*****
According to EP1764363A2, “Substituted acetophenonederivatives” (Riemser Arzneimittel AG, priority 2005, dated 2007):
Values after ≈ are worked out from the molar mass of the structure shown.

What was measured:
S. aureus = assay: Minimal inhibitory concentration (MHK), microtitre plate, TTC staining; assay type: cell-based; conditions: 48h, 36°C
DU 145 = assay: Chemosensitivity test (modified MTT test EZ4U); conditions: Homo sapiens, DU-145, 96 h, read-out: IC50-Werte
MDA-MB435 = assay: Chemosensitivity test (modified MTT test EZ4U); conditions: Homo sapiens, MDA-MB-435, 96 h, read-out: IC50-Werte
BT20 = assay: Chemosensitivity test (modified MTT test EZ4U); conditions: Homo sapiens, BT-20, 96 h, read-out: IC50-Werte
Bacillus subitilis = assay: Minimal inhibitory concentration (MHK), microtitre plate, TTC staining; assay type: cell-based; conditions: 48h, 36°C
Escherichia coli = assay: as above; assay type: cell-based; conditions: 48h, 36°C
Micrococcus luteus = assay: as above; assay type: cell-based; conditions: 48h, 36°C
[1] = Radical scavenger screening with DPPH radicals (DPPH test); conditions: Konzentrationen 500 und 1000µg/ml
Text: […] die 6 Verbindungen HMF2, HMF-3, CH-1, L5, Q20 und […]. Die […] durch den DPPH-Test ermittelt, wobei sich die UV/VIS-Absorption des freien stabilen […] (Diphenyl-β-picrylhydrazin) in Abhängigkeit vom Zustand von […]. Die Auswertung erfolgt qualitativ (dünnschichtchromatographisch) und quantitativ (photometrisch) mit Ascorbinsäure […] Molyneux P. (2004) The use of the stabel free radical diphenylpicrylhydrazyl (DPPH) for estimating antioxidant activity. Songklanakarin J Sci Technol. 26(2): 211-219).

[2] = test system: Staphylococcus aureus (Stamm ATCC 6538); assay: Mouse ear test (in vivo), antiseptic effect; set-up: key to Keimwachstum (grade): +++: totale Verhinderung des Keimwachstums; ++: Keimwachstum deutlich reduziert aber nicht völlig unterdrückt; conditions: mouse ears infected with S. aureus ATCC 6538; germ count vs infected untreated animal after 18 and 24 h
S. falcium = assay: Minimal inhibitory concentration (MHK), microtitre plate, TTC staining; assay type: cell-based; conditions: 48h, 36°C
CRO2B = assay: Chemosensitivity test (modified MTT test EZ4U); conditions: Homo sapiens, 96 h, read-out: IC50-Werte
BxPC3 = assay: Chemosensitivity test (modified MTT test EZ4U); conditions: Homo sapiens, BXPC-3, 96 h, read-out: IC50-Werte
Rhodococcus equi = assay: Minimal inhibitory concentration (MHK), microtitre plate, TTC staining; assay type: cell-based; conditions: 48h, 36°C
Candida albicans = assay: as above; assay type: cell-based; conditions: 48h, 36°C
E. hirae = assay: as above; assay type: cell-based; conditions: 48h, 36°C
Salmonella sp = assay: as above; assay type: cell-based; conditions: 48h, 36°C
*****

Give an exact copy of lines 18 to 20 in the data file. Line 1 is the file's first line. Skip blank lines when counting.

Candida albicans = assay: as above; assay type: cell-based; conditions: 48h, 36°C
E. hirae = assay: as above; assay type: cell-based; conditions: 48h, 36°C
Salmonella sp = assay: as above; assay type: cell-based; conditions: 48h, 36°C